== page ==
Currently, there are no long term studies that have been performed to know if knee-savers really work. However, simply increasing the angle of the knee from the thigh does offer some relief.

Stretches: This is the most traditional way to help avoid injuries to the knees. The purpose of the stretching is two-fold, to gain more flexibility so that the tendons and cartilage can be stretched further without injury and to strengthen the muscles in the knees as well. Interestingly enough, the best types of stretches are lunges and squats which will put the knee in a similar position, but not as much as the deep squatting that occurs during the game.

These types of stretches will help the tendons and muscles maintain their proper form and also loosen them up so that they are less susceptible to injury. In addition, it is recommended that catchers stretch after the game as well to help the muscles wind down.

Seek Immediate Treatment: As soon as any pain is felt or injury has occurred, it is best to seek out a physical therapist immediately. This is because the earlier the injury or pain can be addressed. The more likely a catcher will be to fully recover. At this point, a catcher should obtain a “patella-femoral brace” which will stability the kneecap and keep it properly aligned to help prevent further injury.

Plus, icing the area of pain can take down the swelling and also help in the recovery process as well by actually increasing the blood flow which accelerates the healing process as well.

Other Tips to Avoid Injury

In addition to knee-savers and stretches, catchers can employ a number of other methods to keep their knees healthier. Remember, it’s not just the time during the game that puts pressure on your knees, it also happens during practice as well.

During practice, keep a bucket of balls nearby so you don’t have to get up and chase them if the pitcher should fire one past you. Also, instead of squatting, sit on a small bucket, stool or cooler so that the pressure is off your knees. Limit the time you spend in the deep squatted position as much as possible during practice sessions.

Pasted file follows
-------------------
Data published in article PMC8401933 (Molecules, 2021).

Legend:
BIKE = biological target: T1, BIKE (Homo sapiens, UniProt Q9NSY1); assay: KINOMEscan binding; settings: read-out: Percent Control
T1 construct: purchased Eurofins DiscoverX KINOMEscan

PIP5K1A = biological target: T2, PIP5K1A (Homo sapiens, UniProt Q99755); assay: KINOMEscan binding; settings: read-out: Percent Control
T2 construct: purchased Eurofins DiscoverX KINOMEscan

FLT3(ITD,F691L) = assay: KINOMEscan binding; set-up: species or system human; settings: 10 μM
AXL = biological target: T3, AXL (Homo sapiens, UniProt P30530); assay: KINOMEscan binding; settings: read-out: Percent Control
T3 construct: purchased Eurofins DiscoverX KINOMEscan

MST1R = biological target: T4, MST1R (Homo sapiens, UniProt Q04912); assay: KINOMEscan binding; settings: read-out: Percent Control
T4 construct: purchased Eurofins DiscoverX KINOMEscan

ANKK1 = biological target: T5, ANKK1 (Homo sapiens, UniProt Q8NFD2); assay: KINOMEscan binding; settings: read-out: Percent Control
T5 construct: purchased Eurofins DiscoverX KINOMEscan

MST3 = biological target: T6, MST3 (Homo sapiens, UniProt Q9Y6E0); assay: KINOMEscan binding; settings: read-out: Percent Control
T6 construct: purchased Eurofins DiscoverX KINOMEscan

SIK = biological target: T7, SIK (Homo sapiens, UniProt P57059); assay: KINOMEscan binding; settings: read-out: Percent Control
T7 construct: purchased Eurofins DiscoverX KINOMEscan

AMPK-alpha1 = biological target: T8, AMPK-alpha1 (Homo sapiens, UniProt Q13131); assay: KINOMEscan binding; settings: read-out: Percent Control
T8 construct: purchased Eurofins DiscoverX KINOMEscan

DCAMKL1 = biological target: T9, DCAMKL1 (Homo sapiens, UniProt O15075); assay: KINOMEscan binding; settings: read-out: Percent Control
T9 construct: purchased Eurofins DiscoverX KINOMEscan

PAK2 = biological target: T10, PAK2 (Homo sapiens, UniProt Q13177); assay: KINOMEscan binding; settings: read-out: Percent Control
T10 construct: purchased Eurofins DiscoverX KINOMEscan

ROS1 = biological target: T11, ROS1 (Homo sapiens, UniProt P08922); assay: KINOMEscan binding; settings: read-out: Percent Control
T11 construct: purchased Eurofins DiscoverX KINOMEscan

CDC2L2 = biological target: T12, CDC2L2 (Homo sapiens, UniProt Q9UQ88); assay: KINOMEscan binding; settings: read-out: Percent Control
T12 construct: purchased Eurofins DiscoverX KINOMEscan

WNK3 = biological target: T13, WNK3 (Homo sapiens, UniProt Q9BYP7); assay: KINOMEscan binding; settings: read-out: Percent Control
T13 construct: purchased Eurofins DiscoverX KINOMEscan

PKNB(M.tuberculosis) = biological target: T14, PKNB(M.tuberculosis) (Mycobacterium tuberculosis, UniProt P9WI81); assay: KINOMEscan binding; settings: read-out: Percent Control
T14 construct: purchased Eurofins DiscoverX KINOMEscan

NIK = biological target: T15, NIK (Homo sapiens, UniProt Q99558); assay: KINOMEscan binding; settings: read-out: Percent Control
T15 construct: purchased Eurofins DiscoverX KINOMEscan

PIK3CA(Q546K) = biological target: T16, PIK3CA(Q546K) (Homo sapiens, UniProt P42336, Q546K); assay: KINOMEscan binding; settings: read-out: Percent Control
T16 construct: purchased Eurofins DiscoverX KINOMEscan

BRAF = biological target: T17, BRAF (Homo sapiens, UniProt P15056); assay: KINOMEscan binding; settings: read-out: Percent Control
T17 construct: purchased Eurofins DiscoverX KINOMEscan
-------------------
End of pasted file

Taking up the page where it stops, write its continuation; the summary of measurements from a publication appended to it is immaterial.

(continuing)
In addition to your knees, keeping your hips, quadriceps and gluteus in shape will also take some pressure off of your knees. You’ll want to perform additional exercises away from practice that strengthens your core muscles and all of your leg muscles so that you have more overall strength and flexibility as well. This should also include your calves and hip flexors as well.

By taking a total approach, catchers can minimize the risk of long term damage to their knees with a combination of pre and post game stretches, exercises, knee-savers and limiting the time during practice of being in the deep squatted position.


Fundamentals of Catching: Part 1 Blocking

As a catcher myself and training throughout the years this is one skill that has been to me an after thought to many catchers and coaches. Although, It’s unrealistic to expect a pitcher to throw a perfect strike every pitch, and in some situations, the pitch might be out of the strike zone on purpose. As such, it’s crucial for every catcher to be skilled in blocking. When a ball is in the dirt, you only have one job: Prevent the ball from getting past you. But don’t let this responsibility daunt you.

Catching might not by glorious or popular, but in my opinion it’s the most important spot on the field. If a catcher can’t catch, the pitcher can’t pitch, and it all starts with proper blocking technique. So take the following tips to heart and you’ll be unstoppable behind the plate.